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I am trying to write a simple operating system using GCC that will allow me display text on the display that I type. I have an interrupt table in C that I need to load and want to be able to do that using inline assembly rather than an external assembly language module.

What I am looking for is a way to pass a C pointer into inline assembly.

The instruction I am attempting to inline that requires a memory operand is LIDT:

Loads the values in the source operand into the global descriptor table register (GDTR) or the interrupt descriptor table register (IDTR). The source operand specifies a 6-byte memory location that contains the base address (a linear address) and the limit (size of table in bytes) of the global descriptor table (GDT) or the interrupt descriptor table (IDT). If operand-size attribute is 32 bits, a 16-bit limit (lower 2 bytes of the 6-byte data operand) and a 32-bit base address (upper 4 bytes of the data operand) are loaded into the register. If the operand-size attribute is 16 bits, a 16-bit limit (lower 2 bytes) and a 24-bit base address (third, fourth, and fifth byte) are loaded. Here, the high-order byte of the operand is not used and the high-order byte of the base address in the GDTR or IDTR is filled with zeros.

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    I assume this is in protected mode and you are looking to use the lidt instruction to load the IDTR from a memory location containing a 6 byte IDT record (It has the base address and the limit)? – Michael Petch Apr 23 '17 at 23:56
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You don't provide any code, and you don't say which C compiler but I'll assume GCC and a 32-bit kernel. This is an example of what you could do:

#include <stdint.h>

struct idt_record
{
    uint16_t  limit;      /* Size of IDT array - 1 */
    uintptr_t base;       /* Pointer to IDT array  */
} __attribute__((packed));

void load_idt (struct idt_record *idt_r)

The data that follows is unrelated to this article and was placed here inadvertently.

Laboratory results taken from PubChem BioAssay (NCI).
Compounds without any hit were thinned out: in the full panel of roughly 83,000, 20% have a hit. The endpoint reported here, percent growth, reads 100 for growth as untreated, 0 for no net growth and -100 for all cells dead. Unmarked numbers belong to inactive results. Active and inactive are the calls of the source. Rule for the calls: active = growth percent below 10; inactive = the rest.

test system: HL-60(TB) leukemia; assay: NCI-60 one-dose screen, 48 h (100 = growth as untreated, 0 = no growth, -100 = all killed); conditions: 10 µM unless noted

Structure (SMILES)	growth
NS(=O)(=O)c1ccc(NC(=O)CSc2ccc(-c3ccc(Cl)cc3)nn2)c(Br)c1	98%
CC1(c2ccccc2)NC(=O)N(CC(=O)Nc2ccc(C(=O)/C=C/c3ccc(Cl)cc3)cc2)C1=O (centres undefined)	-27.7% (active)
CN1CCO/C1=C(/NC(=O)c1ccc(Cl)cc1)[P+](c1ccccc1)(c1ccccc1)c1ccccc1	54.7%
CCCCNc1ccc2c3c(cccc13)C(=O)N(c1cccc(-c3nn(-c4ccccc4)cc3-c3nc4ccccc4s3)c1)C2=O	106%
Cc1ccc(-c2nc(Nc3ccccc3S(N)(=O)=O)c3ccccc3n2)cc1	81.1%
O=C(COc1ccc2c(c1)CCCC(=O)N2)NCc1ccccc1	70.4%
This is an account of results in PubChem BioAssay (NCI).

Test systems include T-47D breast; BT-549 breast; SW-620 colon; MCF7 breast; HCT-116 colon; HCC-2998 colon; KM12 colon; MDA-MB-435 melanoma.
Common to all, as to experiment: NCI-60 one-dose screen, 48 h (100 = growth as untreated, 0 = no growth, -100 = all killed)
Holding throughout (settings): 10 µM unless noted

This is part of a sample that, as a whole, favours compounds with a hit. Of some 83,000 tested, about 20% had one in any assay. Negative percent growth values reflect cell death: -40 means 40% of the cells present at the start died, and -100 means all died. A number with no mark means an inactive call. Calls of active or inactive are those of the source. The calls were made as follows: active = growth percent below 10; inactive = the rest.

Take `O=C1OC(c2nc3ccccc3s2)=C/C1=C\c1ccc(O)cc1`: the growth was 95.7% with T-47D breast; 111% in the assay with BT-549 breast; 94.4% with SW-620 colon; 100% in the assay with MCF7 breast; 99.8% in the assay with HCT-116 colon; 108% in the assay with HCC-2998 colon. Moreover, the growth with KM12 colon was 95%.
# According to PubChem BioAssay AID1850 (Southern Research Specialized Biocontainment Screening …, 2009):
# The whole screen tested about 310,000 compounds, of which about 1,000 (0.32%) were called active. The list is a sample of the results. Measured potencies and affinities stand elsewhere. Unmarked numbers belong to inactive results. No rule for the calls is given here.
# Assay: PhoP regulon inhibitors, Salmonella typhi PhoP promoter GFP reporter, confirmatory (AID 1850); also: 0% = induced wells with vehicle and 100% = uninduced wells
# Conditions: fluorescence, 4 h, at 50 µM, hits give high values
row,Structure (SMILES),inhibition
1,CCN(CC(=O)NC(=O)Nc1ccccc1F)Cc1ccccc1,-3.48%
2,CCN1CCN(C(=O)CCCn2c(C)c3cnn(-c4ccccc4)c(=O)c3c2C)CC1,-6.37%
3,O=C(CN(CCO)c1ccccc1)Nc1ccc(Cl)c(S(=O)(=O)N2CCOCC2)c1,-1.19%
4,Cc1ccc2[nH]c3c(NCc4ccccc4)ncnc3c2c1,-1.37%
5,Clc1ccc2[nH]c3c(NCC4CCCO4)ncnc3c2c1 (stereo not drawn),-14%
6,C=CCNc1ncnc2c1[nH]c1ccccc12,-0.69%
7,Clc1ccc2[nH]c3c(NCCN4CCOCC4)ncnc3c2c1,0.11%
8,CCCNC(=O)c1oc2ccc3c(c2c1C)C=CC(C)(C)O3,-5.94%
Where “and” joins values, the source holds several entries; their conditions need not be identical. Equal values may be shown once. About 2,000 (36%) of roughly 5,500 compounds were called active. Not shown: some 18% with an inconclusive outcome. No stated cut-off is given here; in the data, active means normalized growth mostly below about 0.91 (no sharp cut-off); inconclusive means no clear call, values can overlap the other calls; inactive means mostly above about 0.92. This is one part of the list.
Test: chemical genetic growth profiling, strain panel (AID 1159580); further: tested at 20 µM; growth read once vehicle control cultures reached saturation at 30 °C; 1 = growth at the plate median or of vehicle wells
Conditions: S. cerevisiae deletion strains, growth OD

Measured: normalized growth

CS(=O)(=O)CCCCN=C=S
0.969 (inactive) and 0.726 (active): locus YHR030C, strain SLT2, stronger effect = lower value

{
    __asm__ ("lidt %0" :: "m"(*idt_r));
}

This code uses inline assembly and passes the address of the IDT record into the extended inline template where it is used by the LIDT instruction. We use the m constraint. Had the parameter to the constraint been (idt_r) it would pass a memory reference to the pointer. We want a memory reference to the actual data so we de-reference it with * which is why I used "m"(*idt_r).

You have to set base to point to your actual IDT array and limit would be the size of the IDT array minus 1. If you had shown us your data structures I wouldn't have to provide such a generic response. I don't know how you defined your IDT record structure so I used a quick and simple one for the example.

I'd probably provide load_idt function inside an include file and mark the function as static inline.


Note: If you are using a structure for the IDT record make sure you pack the structure similar to what I have done with __attribute__((packed)) . If you don't pack it an additional 2 bytes will be added between the limit and base which will generate a corrupted IDT record.

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    Thanks! This solved my problem. I found a lot on how to do it online, but i really wanted to be able to do it from gcc. – Thomas Terry Apr 25 '17 at 0:38

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